Compulsory vaccination and rates of coverage immunisation in Europe

Read time: 2 mins

Article published on the ASSET website

High rates of vaccination coverage in childhood are main indicators for public health. However, reaching and maintaining such a target is not always an easy task for public health institutions, and the spread of vaccine refusal and hesitancy is making this even harder.

Enforcing mandatory vaccinations is one of the strategies that some countries adopted and others are considering in order to face this issue. Depending on local legislations, legal consequences for those who do not accept the uptake can be very different, ranging from pecuniary penalties to hurdles to attend public schools. In some cases, parents may even incur penal consequences, as it recently happened in France, were two parents refusing to vaccinate their children risked a jail sentence. Nevertheless, the efficacy of such an approach has been questioned.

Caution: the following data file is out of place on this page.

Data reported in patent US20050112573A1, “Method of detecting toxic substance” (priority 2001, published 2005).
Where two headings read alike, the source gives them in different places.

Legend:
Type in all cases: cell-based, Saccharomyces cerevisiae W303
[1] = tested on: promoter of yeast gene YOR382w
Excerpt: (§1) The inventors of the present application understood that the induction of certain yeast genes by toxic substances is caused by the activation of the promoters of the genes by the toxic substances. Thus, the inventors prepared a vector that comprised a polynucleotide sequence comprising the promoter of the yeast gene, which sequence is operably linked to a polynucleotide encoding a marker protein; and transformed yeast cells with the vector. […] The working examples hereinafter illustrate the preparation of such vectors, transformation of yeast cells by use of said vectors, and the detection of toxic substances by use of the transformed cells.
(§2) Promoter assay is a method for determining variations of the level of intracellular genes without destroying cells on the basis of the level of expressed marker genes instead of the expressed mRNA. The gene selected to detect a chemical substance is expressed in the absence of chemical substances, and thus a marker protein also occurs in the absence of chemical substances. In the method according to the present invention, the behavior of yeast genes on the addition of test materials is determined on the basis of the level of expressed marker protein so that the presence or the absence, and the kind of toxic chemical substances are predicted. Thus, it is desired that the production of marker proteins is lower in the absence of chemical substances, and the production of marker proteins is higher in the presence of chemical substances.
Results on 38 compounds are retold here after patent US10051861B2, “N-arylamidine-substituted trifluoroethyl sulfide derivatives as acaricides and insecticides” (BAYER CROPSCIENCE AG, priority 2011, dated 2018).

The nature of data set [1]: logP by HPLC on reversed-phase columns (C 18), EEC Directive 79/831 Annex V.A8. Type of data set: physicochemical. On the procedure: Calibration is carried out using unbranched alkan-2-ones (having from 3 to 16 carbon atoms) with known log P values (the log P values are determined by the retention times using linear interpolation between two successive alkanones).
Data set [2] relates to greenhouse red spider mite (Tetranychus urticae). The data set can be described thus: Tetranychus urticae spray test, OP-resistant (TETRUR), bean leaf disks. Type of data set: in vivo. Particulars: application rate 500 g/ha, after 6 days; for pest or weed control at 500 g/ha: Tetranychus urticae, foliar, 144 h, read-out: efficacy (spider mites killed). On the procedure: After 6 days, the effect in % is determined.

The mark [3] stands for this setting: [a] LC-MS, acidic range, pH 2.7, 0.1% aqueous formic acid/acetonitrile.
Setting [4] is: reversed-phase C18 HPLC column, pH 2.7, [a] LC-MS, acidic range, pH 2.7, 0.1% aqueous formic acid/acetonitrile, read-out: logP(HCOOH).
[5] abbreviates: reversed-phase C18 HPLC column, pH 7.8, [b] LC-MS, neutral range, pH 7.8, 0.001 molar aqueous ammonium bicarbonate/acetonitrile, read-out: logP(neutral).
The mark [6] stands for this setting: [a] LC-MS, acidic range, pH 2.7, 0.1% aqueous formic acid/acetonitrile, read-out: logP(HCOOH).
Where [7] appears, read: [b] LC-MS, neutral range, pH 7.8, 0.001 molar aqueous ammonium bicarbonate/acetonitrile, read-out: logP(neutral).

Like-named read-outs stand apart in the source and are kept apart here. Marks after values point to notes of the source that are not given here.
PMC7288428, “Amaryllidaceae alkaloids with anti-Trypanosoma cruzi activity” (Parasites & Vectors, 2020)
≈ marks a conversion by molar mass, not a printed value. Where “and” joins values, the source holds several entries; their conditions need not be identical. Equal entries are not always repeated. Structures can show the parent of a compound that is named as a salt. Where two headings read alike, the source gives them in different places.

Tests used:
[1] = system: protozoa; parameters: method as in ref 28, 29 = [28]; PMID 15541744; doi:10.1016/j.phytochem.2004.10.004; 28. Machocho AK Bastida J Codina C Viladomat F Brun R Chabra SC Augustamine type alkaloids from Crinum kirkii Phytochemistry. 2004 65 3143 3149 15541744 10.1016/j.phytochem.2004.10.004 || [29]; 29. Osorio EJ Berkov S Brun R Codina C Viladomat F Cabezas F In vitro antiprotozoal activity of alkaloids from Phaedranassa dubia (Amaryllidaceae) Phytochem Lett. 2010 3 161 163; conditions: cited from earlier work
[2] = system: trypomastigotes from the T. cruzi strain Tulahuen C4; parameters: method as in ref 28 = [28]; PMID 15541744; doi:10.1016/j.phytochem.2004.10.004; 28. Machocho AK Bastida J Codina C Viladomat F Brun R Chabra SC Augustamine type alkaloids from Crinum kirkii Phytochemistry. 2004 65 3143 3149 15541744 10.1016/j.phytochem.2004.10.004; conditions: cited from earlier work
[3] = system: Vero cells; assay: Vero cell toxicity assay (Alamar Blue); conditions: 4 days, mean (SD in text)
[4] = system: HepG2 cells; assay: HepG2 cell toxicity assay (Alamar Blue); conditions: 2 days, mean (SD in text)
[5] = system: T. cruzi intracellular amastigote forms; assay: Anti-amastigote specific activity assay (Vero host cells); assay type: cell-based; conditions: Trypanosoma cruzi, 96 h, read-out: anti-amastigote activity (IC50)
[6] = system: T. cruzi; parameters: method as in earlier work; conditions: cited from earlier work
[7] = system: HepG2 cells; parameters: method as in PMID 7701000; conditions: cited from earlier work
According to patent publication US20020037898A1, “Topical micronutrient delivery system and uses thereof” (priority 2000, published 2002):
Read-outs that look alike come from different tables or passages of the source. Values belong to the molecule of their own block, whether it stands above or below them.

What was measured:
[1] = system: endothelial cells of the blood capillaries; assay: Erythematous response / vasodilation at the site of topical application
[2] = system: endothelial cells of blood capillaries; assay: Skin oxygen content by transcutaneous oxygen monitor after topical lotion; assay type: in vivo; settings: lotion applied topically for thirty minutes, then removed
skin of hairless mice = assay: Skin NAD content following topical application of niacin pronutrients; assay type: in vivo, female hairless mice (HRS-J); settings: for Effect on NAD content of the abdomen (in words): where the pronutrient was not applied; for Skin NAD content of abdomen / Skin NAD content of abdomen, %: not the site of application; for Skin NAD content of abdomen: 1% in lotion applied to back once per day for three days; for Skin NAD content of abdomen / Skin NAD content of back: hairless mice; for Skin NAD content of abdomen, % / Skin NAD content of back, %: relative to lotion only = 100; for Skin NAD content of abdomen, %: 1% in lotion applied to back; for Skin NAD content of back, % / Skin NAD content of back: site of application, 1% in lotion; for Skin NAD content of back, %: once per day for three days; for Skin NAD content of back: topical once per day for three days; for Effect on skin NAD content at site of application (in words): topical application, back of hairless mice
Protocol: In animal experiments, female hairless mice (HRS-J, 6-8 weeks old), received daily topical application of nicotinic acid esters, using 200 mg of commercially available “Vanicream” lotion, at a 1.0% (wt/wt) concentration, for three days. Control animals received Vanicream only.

ASSET performed an analysis on the issue, comparing coverage rates of immunisation against polio (Pol3), measles (MCV1) and pertussis containing vaccines (DTP3)* in European Union/European Economic Area (EU/EEA) countries, where, according to different policies, these vaccinations are either mandatory or recommended.

This comparison cannot confirm any relationship between mandatory vaccination and rates of childhood immunization in the EU/EEA countries.

 

* In some countries, such as Italy, vaccination against pertussis is highly recommended but not compulsory, while those against diphteria and tetanus on the contrary are, but the three are usually administered in one single shot.

altri articoli

Europe health saved by welfare

Peace Love Doctor, Bansky. Credit: Thomas Hawk / Flickr. Licenza: CC BY-NC 2.0.

Mortality trends in Europe have been decreasing in recent years, differently from what happened in the United States with the rise in the so-called “deaths of despair” among low educated middle-aged white Americans. Most of all, such trends in Europe show no interruptions due to the economic crisis. This is the conclusion of a study published on PNAS by LIFEPATH, a project funded by the European Commission, which investigates the biological pathways underlying social differences in healthy ageing.